Underneath its humble skin lies a slew of custom work to achieve the look and ride that Cliff aspired to. Up front the beam was narrowed six inches along with custom drop spindles, lengthened ball-joint arms, air shocks in the front, flipped tie rods and a notched frame-head to accomplish an amazingly low driving height. In the rear, Slam Specialties ‘bags were utilized along with custom built lower bars. Helping the chassis’ altitude is a pair of VIAIR 480 compressors. They focused on tucking the massive smoothies deep into the fenders (yes, 17s are massive on a Beetle) while providing proper ride comfort no matter the condition of the pavement.
After Cliff was pleased with the ride and appearance aspect of his Beetle he turned his attention to the time-weathered interior. First up was a TMI VW Interior Kit to revive the overall look of the interior, which was accented with a SCAT shifter, custom bamboo shelf and metal basket to hold all of the kids toys and trinkets for the beach trips. A custom rear shelf was also built which is home to a set of 6x9s and a 12-inch Kicker Subwoofer to help liven up the tunes a bit.
“People from all walks of life, all ages, and all nationalities seem to love a slammed bug, it’s pretty cool. Plus, every older person has a story about once owning one and I’ve actually heard a ton of cool stories and history from some of the locals.”
Lastly was the performance aspect of the Beetle. Cliff kept the original engine jokingly calling it “1500ccs of fury.” While some go to great lengths to detail the engine compartment, Cliff’s detail work includes oil, grease and road grime proudly boasting its frequent driving. It may not be the fastest air-cooled around but the chatty 1500cc engine gets Cliff and his family reliably to their destination. Of course things were tidied up a bit, as Cliff is somewhat of a perfectionist when it comes to his vehicles. But that didn’t stop him this time around since the end goal would ultimately be a reliable cruiser.
When he was finally complete he was able to stand back and give it the once over satisfied that his goal to create something that was fun but could also haul family, friends, and four-legged companions (Cliff and his wife are very active in rescuing pitbulls) was achieved. His most cherished moments are cruising around with his son Ethan aka “Soda Pop” who loves to ride in daddy’s “vroom vroom” with the hopes of having an ice cream cone in hand as he mimics the air-cooleds lively sounds when pops jams down on the throttle.
Cliff’s Beetle has taught him to have fun again with custom cars and not be engulfed in the competition that show vehicles can breed at times. His original plan was to simply lower it and compliment the stance with a well-fitted set of wheels but of course, like many of us, especially those that have transitioned from the custom truck scene, the slippery slope that is modifying cars was imminent. As one thing always leads to another and before he knew it, Cliff ended up with this stunning Beetle as his “daily driver” and is proud of the miles he continues to clock.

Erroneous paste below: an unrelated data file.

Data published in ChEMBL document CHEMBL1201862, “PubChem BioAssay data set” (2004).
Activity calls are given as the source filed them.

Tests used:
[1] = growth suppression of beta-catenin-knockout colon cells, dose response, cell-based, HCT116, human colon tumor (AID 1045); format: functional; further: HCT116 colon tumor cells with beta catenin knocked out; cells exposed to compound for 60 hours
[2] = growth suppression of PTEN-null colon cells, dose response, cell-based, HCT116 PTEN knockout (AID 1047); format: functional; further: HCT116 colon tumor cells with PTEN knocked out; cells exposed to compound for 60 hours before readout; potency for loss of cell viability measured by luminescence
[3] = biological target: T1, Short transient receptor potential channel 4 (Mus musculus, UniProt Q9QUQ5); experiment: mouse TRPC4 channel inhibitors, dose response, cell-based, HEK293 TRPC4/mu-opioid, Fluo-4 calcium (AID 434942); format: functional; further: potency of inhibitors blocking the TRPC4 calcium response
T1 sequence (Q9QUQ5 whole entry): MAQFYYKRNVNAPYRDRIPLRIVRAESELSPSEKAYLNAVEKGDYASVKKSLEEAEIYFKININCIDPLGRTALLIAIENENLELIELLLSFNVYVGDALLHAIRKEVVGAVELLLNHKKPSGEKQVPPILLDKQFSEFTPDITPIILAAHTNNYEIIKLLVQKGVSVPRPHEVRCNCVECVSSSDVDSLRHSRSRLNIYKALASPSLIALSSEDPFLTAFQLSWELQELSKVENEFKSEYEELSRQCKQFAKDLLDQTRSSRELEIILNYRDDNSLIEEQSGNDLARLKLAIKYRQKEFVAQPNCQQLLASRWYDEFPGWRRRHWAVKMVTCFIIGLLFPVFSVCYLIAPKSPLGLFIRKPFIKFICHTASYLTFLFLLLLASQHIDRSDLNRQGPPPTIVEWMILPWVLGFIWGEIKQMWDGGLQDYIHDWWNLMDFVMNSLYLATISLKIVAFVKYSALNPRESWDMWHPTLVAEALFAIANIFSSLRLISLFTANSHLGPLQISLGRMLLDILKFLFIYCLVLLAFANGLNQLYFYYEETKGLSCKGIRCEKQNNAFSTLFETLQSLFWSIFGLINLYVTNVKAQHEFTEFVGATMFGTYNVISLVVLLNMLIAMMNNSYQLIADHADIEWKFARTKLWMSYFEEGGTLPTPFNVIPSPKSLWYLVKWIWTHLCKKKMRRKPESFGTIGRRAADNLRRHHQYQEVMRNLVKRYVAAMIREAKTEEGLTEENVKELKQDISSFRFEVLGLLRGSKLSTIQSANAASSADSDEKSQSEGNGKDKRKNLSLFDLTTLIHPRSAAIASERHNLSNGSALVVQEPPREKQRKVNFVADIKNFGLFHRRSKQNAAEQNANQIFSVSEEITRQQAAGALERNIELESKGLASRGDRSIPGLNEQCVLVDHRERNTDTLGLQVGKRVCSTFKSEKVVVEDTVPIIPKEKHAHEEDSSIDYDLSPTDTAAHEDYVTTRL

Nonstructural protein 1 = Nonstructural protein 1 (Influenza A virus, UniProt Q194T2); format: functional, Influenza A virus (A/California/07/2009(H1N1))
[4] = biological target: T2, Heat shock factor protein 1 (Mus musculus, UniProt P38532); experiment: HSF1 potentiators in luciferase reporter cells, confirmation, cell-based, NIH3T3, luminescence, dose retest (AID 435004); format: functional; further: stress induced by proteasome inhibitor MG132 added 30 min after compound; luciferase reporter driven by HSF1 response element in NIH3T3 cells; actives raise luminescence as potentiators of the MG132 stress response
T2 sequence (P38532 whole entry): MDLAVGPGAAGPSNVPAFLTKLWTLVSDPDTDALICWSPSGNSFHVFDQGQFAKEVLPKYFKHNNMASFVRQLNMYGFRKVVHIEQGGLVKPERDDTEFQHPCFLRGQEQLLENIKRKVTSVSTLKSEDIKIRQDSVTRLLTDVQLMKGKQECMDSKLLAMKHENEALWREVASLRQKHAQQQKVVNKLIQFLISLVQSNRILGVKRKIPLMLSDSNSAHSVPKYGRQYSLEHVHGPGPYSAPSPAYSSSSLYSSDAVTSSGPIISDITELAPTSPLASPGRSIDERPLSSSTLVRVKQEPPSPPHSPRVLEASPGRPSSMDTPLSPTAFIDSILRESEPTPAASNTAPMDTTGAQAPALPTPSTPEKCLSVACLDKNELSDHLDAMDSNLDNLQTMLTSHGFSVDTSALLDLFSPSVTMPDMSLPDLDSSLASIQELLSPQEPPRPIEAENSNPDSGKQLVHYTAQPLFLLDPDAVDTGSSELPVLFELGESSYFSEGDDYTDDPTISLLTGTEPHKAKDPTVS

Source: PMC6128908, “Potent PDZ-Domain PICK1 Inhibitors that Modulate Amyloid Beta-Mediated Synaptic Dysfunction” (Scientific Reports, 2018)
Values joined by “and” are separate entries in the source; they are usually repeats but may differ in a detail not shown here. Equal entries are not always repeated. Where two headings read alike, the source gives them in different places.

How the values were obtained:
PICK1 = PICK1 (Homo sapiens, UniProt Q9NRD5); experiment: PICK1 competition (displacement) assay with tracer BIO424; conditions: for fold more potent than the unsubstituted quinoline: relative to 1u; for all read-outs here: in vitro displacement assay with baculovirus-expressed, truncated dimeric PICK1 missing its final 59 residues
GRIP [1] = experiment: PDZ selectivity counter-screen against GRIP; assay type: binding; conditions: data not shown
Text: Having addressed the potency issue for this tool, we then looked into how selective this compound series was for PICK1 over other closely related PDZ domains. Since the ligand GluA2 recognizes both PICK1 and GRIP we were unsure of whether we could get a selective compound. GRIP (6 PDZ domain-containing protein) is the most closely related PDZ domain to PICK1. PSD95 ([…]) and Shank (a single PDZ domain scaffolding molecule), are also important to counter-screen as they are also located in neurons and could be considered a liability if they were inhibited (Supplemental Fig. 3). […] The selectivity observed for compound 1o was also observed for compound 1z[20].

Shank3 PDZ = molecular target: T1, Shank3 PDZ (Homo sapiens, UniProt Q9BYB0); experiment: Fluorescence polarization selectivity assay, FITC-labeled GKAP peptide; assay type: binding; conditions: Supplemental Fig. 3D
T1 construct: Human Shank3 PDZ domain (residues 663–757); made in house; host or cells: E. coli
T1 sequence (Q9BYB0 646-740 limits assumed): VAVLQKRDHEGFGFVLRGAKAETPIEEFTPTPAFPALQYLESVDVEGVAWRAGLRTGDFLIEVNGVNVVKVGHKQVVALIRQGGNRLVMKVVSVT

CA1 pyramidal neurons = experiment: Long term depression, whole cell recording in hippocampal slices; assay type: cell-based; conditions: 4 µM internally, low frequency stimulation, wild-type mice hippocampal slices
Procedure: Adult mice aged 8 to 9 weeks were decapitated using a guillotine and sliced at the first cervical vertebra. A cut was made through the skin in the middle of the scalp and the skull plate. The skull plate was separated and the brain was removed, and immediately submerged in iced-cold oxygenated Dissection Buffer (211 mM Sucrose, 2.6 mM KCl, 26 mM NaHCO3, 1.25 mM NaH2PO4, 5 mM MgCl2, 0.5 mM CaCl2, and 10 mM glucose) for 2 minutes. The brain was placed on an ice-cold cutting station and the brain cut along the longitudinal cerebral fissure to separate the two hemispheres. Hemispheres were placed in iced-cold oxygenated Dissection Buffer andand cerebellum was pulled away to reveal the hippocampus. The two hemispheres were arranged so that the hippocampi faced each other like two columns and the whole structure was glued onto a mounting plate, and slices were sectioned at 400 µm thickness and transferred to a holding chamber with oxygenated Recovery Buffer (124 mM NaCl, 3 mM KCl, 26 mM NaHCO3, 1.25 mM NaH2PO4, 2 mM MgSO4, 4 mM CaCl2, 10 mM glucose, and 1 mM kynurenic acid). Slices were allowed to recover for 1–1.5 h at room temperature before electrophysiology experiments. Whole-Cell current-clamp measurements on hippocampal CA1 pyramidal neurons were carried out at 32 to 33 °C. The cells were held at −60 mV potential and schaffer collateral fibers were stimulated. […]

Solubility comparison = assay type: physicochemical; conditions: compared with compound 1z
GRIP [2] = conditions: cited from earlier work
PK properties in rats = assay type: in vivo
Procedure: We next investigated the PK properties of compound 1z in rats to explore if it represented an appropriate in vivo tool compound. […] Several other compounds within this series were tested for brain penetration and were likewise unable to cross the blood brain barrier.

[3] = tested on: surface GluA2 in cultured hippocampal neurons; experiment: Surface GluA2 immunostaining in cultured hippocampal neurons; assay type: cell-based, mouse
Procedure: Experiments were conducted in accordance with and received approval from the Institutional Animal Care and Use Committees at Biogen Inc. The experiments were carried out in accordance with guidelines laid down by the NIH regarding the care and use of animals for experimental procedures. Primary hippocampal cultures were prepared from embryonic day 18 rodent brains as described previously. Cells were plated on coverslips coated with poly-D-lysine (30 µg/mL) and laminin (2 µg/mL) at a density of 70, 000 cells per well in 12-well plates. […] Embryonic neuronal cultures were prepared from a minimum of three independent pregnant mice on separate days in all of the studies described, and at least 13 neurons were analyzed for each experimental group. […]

The end result of Cliff’s labor was a Beetle that could drive while hovering just off the pavement and still being enjoyable, with his family filling the cabin. Cliff shared, “This Beetle is all about function, not just looking good at shows” – mission accomplished. Ultimately, Cliff created a launching board of automotive passion for his growing family, something that he’s proud to share with both his wife and son keeping the passion alive for the next generation.
No regard to the destination, the journey is why many of us have become car enthusiasts. The rumble from the engine whether it is a healthy V-8 or a stock air-cooled engine brings a grin from ear to ear, we create memories with family and friends, and over time they wear the “character” of these moments both inside and out. Enjoyment behind the wheel no matter the chassis is an ideal we must all hold on to, as Cliff and his beautiful ’67 Beetle are reminders that the car community is something that should be an escape from our daily lives not just a competition to be won.
“No custom car is complete without the help and love from family and friends alike. Thank you to my wife, Afton, and kids for putting up with my time in the garage, my friends for the extra set of hands, and to anyone who helped along the way. It’s appreciated more than you know. Thank you to my friend Justin for calling me and pretty much talking me into buying this project from him and giving me a decent start.”
Stay tuned, as Clifton and the BrownBags Customs crew are currently wrapping up a killer build on a Ghia that we might just get our hands on soon enough!